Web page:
Welcome to article number 20 in my 70-240 in 15 minutes a week series. This week's article covers the Dynamic Host Configuration Protocol in Windows 2000. This includes a look at integration with Active Directory, as well as the configuration of scopes,
Superscopes, multicast scopes, options, client configuration and more. This is the first article in the networking services portion of the series - the last of the four major exam areas for 70-240.
The material to be covered in this article includes:
- DHCP service overview
- DHCP and Active Directory
- Configuring DHCP scopes
- Configuring options
- 'Other' scopes in Windows 2000 DHCP
- Backing up and Restoring the DHCP database
- DHCP Client configuration
DHCP Service Overview
At a minimum, you should certainly be familiar with the basic purpose of DHCP - to provide client systems with IP addresses. The main reason for the existence of DHCP as a service is the fact that it greatly simplifies the allocation of IP addresses to clients, a process that when done manually can lead to errors, duplication, and a great deal of time spent less than efficiently. Although DHCP does the basic thing that you expect it to in Windows 2000, there is a great deal more functionality that was found in the version from NT 4, and you'll need to be aware of the differences. Some of the 'new' functionality isn't actually new - for example, DHCP supported the ability to create Superscopes in NT 4 SP2. However, since many of you probably don't have much experience with Superscopes, I'll describe them here. On the whole, you'll probably be impressed with some of the new features of DHCP in Windows 2000, while being able to build on the understanding you originally acquired under NT 4. Nothing like a nice and simple topic to get us started on the last portion of the series.
DHCP and Active Directory
The first thing you'll need to understand about Windows 2000 DHCP is that if your DHCP server is part of a Windows 2000 domain, the server must be 'authorized' in Active Directory. If a DHCP server has not been authorized, it will not hand out IP addresses to clients. The purpose of DHCP server registration stems from the fact that unwanted DHCP servers can wreak havoc on a network. At times this is done maliciously, but often an inexperienced administrator installs the service not understanding that any DHCP server who hears a request will reply offering an address. Windows 2000 tries to solve some of these problems by requiring that DHCP be authorized, thus eliminating the problems posed by 'rogue' DHCP servers. While this sounds great, unfortunately the total benefit is more limited. The only servers that will check to see whether or not they are authorized are Windows 2000 DHCP servers - your NT 4 DHCP servers (and others) will continue to hand out IP addresses regardless.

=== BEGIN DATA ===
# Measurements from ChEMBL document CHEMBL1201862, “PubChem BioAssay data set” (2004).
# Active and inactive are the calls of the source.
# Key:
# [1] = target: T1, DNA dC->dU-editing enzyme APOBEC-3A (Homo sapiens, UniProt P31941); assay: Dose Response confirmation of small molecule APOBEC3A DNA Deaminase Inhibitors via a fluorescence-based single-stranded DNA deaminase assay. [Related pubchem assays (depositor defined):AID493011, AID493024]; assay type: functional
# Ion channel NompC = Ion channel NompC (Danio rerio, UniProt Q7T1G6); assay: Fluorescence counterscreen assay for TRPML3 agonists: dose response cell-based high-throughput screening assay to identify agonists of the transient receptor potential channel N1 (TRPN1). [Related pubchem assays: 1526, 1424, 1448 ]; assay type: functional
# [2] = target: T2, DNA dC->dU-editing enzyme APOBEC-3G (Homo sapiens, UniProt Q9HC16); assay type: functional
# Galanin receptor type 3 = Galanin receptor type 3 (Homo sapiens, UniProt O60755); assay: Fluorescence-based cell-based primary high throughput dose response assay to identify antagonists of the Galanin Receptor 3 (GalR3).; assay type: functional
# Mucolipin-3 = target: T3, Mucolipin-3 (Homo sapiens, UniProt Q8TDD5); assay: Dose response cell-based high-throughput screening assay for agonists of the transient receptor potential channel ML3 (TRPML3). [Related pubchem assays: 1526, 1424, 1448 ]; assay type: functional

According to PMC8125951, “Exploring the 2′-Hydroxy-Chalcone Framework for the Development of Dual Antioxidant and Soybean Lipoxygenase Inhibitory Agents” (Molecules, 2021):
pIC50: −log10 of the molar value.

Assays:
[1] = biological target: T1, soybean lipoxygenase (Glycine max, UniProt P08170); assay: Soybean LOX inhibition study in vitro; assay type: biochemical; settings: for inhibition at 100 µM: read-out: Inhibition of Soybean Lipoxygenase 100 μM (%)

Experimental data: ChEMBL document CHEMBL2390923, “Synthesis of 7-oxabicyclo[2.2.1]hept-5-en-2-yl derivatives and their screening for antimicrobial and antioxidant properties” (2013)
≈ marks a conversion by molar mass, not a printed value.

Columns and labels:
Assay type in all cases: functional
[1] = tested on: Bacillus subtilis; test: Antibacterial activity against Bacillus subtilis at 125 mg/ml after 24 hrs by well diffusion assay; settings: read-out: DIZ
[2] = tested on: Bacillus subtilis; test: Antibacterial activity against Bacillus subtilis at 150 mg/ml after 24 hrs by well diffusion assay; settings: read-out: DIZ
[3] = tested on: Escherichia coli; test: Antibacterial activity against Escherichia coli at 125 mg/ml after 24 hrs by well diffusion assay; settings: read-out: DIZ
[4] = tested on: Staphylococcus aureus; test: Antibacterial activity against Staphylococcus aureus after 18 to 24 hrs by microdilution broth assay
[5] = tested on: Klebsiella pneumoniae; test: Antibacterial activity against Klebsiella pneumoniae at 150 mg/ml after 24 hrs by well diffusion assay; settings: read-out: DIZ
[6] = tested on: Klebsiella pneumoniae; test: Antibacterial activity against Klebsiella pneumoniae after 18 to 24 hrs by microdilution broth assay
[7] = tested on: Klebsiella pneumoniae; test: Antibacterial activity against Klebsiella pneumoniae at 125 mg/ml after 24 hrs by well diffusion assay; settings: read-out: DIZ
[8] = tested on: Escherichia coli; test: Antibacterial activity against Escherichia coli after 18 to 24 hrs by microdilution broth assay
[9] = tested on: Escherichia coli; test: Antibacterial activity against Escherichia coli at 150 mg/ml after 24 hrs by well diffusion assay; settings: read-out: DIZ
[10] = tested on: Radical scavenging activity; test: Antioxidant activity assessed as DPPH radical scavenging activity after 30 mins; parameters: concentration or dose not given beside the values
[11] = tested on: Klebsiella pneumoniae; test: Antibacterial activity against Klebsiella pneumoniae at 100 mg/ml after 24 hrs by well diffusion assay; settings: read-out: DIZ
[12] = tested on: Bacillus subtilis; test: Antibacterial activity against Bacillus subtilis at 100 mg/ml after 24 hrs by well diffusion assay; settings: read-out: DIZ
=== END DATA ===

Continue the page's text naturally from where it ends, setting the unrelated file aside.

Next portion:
The authorization process itself is very simple. Using the DHCP console tool, simply right-click the DHCP icon, choose Manage Authorized Servers, and then authorize the server by adding its name or IP address, as shown below. Note that the only person who can authorize a DHCP server is a user who is a member of the Enterprise Admins group (this ability can be delegated if required)
When the DHCP server service attempts to start (which happens automatically during a reboot), it will send a DHCPINFORM message to Active Directory to determine its authorization state. If it has been authorized, the service starts correctly. If it hasn't, the service does not start. The DHCP server will query Active Directory periodically (every 5 minutes by default) to ensure that its authorization status hasn't changed.
Configuring DHCP scopes
Certainly the most common task when configuring a DHCP server is creating and managing scopes. A scope is created for the purpose of allocating IP addresses and a subnet mask at a minimum, but usually gateway, DNS, and WINS server information as well. A given DHCP server will usually be configured with a number of scopes, capable of leasing addresses to hosts on a number of different subnets. Each of these scopes is configured independently, and can be enabled or disabled on a scope-by-scope basis.
In Windows 2000, the scope creation process has been simplified through the use of the New Scope Wizard. This tool walks you through the entire process of creating a scope. This includes:
- Providing a scope name and description. As a best practice you should be sure to provide a description that provides additional information. Usually the name of the scope maps to its subnet, for example 'Scope 192.168.1.0/24'
- Providing a range of valid IP addresses and a subnet mask (as shown below). At a minimum, this is the basic information that must be provided. One important note - after creating the scope, you cannot change the subnet mask. That means if you make a mistake, you'll need to delete and recreate the scope.